Generally speaking, once you have reached a competent level of upper intermediate (B2 CEFR) or above, you probably have enough vocabulary to cope with most situations. You have studied the language for years and will have picked up a lot of the English lexicon, but it needs practice. If you are using English irregularly, or hardly ever speaking it out loud, the language may start to become passive knowledge, rather than active knowledge. When it is stored in your brain you will recognise the words or phrases and understand what is being said, or the text you are reading, you may also be able to repeat it once you have heard it, but that particular word or phrase might not be your first choice when speaking. In order for vocabulary to be part of your active knowledge, regularly usage is key.
Having studied grammar for many years at school, your awareness of the different tenses, and sentence structures is probably quite good. You do not necessarily get it accurate 100% of the time, but you are understood more often than not and any mistakes made are inconsequential to the communication. Being precise in your use of grammar can be helpful to make sure someone knows whether something happened recently, or a long time ago, when you were a child, alternatively if you have already made plans for the weekend, or you are just coming up with an idea now. But these things can all be ironed out with a couple of questions, some clarifying information, or a little more context.
However, once you have a basic understanding of both vocabulary and grammar, in truth, it only becomes beneficial to expand on that knowledge when you can really use it to your full advantage. You have an instinctual use of pronunciation based on your passive learning from listening to your teachers, classroom audio files, TV series and films. Having said that, because it was never taught, you are probably not conscious about the decisions you make as to how you say the words within a sentence when speaking English. Is that really a problem? If you simply want to use your English while travelling on holiday, then honestly, no; it is not a problem. Although if you would like to be able to use it competently at work in order to support your career and help you reach your goals, then being able to use pronunciation to influence how others understand exactly what you have said could be hugely beneficial. Because if your intonation implies that you're bored with the situation or not as keen as your words might suggest, not many people will ask a follow up question to check that is what you really meant, as they might be more willing to do with grammar or vocabulary.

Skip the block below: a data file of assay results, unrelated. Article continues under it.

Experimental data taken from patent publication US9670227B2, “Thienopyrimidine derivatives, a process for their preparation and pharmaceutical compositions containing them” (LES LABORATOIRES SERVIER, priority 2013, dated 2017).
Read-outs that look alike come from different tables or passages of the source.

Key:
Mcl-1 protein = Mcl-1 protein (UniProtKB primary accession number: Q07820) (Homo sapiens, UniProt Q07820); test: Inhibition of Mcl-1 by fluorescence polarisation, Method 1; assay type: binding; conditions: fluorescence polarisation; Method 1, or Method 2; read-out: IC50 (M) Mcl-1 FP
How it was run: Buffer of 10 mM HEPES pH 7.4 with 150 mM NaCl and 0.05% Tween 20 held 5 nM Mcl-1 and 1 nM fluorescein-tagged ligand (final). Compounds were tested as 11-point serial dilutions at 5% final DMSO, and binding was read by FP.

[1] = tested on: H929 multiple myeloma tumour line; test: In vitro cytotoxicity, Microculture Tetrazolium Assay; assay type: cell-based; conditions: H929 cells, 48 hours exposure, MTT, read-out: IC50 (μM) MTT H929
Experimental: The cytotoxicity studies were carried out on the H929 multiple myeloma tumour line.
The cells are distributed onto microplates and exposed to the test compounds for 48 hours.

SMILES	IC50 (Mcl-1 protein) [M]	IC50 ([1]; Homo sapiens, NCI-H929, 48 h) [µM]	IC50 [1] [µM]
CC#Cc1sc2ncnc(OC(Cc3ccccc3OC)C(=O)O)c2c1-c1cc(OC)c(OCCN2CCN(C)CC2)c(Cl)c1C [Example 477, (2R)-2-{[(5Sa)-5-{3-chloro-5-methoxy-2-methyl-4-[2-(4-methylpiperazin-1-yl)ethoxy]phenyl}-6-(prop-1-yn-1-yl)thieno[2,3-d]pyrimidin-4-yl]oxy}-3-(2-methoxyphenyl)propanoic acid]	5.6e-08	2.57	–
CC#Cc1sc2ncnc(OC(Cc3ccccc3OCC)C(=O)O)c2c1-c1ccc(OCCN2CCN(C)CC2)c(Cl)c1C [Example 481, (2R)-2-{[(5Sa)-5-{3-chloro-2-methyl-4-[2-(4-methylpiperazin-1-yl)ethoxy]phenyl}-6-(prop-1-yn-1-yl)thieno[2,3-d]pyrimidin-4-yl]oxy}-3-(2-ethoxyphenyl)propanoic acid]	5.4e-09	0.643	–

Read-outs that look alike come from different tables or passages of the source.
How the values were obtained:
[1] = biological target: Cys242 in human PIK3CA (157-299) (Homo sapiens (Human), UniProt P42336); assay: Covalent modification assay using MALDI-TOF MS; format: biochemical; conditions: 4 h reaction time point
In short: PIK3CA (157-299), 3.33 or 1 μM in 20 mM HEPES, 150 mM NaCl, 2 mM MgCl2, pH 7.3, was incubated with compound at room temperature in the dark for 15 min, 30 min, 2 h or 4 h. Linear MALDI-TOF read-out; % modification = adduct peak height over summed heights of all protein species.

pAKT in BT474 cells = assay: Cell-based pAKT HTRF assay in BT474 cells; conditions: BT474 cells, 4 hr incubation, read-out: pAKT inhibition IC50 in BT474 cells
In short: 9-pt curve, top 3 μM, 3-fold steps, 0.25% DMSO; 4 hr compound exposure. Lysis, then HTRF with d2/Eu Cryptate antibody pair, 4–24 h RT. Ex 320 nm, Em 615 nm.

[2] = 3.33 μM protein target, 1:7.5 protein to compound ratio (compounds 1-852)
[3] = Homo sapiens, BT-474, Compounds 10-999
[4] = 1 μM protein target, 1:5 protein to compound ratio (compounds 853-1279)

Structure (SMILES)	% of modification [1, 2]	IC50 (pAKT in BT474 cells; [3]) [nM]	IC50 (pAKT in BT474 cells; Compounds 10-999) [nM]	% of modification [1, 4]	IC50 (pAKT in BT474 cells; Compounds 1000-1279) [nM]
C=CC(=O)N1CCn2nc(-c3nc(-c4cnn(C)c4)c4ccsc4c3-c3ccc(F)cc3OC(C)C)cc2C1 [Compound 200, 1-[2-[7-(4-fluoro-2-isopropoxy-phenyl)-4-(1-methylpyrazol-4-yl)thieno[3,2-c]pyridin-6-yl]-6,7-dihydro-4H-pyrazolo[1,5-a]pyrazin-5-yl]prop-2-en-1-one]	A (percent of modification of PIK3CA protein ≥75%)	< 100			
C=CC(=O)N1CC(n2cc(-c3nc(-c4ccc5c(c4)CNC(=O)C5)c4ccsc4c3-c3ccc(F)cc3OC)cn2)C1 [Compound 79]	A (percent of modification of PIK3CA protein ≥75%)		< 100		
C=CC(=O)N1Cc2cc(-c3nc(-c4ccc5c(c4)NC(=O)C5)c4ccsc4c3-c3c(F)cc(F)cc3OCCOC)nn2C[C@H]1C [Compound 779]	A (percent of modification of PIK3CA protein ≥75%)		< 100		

What are the other benefits to understanding more about pronunciation, you may ask; let's have a look.
1. You no longer have to rely on subtitles
When you learn more about how English pronunciation works, for example, how words join together, how when certain sounds are together they can morph into different sounds and how emphasis within a phrase can influence the meaning of the sentence; even if you do not actively use these yourself, you will be able to understand other proficient speakers more easily, which will enable you to communicate with fewer misunderstandings. You will even be able to confidently watch videos without subtitles and also listen to audiobooks or podcasts in English without worrying about missing information. This will start the process of increasing your self-confidence.
2. You know you belong
As your self-confidence grows, while you improve your listening skills, you will become more aware of the nuances of the English language and you will be able to pick up on more subtle messages from other speakers. Because you understand what people are really saying, you can respond appropriately and you will no longer feel like an imposter. You will know you belong in your team, because you can assuredly contribute to projects, meetings and presentations, in addition to the small talk in the corridors, gaining more self-respect as well as approval from your colleagues.
3. You take control of your life
As you start to implement your knowledge into your own spoken English, your self-belief will soar as you realise your message is coming across exactly as you meant it to and with this you will stand taller when you speak, with better posture, you will smile more as you relax into your communication. With your more natural body language, you will be able to develop better personal relationships with colleagues, acquaintances and strangers alike! All of which will contribute to a higher self-esteem, allowing you to take control of your life in ways you had not even imagined. For example, you will put yourself forward for that promotion you have been wanting, or you will take a leap of faith and go for that job you have dreamt of for years.
Now that you understand the benefits of improving your pronunciation, the only question left to answer is: how? That is simple: there are plenty of ways to learn more about pronunciation; there are hundreds of YouTube videos, online courses and good language teachers who understand the importance of pronunciation.
If you would like more support from me, please get in touch; you can find more details of my current courses here: Pronunciation Courses | Excellence in English Education